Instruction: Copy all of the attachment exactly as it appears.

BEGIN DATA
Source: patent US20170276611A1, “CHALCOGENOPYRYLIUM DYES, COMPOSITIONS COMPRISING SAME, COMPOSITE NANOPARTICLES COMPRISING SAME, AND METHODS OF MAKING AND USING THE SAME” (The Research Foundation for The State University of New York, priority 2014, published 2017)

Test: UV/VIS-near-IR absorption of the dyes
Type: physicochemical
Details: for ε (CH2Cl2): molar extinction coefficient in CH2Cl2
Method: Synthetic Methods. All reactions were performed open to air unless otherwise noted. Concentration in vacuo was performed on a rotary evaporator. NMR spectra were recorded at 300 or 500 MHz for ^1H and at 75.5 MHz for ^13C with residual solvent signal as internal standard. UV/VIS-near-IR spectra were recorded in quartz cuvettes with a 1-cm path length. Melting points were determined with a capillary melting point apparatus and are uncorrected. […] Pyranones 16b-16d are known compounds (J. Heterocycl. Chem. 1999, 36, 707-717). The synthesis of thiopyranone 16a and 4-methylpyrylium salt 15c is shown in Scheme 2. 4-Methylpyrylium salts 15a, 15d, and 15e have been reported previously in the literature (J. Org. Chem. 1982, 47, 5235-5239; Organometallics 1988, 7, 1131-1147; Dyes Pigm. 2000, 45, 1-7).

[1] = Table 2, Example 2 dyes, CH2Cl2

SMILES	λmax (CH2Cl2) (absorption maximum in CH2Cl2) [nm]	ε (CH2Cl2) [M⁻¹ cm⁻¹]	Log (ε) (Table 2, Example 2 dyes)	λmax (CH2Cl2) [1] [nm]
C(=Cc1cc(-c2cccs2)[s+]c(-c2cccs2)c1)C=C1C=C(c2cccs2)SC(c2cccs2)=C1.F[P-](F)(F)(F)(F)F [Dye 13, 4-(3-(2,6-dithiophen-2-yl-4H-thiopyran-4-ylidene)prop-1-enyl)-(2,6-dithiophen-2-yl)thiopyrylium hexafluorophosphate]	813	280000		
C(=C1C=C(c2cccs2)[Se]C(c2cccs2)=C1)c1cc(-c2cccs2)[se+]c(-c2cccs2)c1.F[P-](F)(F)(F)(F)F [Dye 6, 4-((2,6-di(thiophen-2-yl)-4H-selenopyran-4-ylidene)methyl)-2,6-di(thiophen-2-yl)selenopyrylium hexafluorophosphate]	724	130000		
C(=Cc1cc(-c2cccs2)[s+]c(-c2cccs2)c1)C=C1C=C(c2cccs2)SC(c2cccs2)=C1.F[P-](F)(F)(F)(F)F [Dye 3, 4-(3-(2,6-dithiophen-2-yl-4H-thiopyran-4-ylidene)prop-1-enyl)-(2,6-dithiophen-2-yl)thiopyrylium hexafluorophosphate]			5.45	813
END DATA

Source: patent US20170276611A1, “CHALCOGENOPYRYLIUM DYES, COMPOSITIONS COMPRISING SAME, COMPOSITE NANOPARTICLES COMPRISING SAME, AND METHODS OF MAKING AND USING THE SAME” (The Research Foundation for The State University of New York, priority 2014, published 2017)

Test: UV/VIS-near-IR absorption of the dyes
Type: physicochemical
Details: for ε (CH2Cl2): molar extinction coefficient in CH2Cl2
Method: Synthetic Methods. All reactions were performed open to air unless otherwise noted. Concentration in vacuo was performed on a rotary evaporator. NMR spectra were recorded at 300 or 500 MHz for ^1H and at 75.5 MHz for ^13C with residual solvent signal as internal standard. UV/VIS-near-IR spectra were recorded in quartz cuvettes with a 1-cm path length. Melting points were determined with a capillary melting point apparatus and are uncorrected. […] Pyranones 16b-16d are known compounds (J. Heterocycl. Chem. 1999, 36, 707-717). The synthesis of thiopyranone 16a and 4-methylpyrylium salt 15c is shown in Scheme 2. 4-Methylpyrylium salts 15a, 15d, and 15e have been reported previously in the literature (J. Org. Chem. 1982, 47, 5235-5239; Organometallics 1988, 7, 1131-1147; Dyes Pigm. 2000, 45, 1-7).

[1] = Table 2, Example 2 dyes, CH2Cl2

SMILES	λmax (CH2Cl2) (absorption maximum in CH2Cl2) [nm]	ε (CH2Cl2) [M⁻¹ cm⁻¹]	Log (ε) (Table 2, Example 2 dyes)	λmax (CH2Cl2) [1] [nm]
C(=Cc1cc(-c2cccs2)[s+]c(-c2cccs2)c1)C=C1C=C(c2cccs2)SC(c2cccs2)=C1.F[P-](F)(F)(F)(F)F [Dye 13, 4-(3-(2,6-dithiophen-2-yl-4H-thiopyran-4-ylidene)prop-1-enyl)-(2,6-dithiophen-2-yl)thiopyrylium hexafluorophosphate]	813	280000		
C(=C1C=C(c2cccs2)[Se]C(c2cccs2)=C1)c1cc(-c2cccs2)[se+]c(-c2cccs2)c1.F[P-](F)(F)(F)(F)F [Dye 6, 4-((2,6-di(thiophen-2-yl)-4H-selenopyran-4-ylidene)methyl)-2,6-di(thiophen-2-yl)selenopyrylium hexafluorophosphate]	724	130000		
C(=Cc1cc(-c2cccs2)[s+]c(-c2cccs2)c1)C=C1C=C(c2cccs2)SC(c2cccs2)=C1.F[P-](F)(F)(F)(F)F [Dye 3, 4-(3-(2,6-dithiophen-2-yl-4H-thiopyran-4-ylidene)prop-1-enyl)-(2,6-dithiophen-2-yl)thiopyrylium hexafluorophosphate]			5.45	813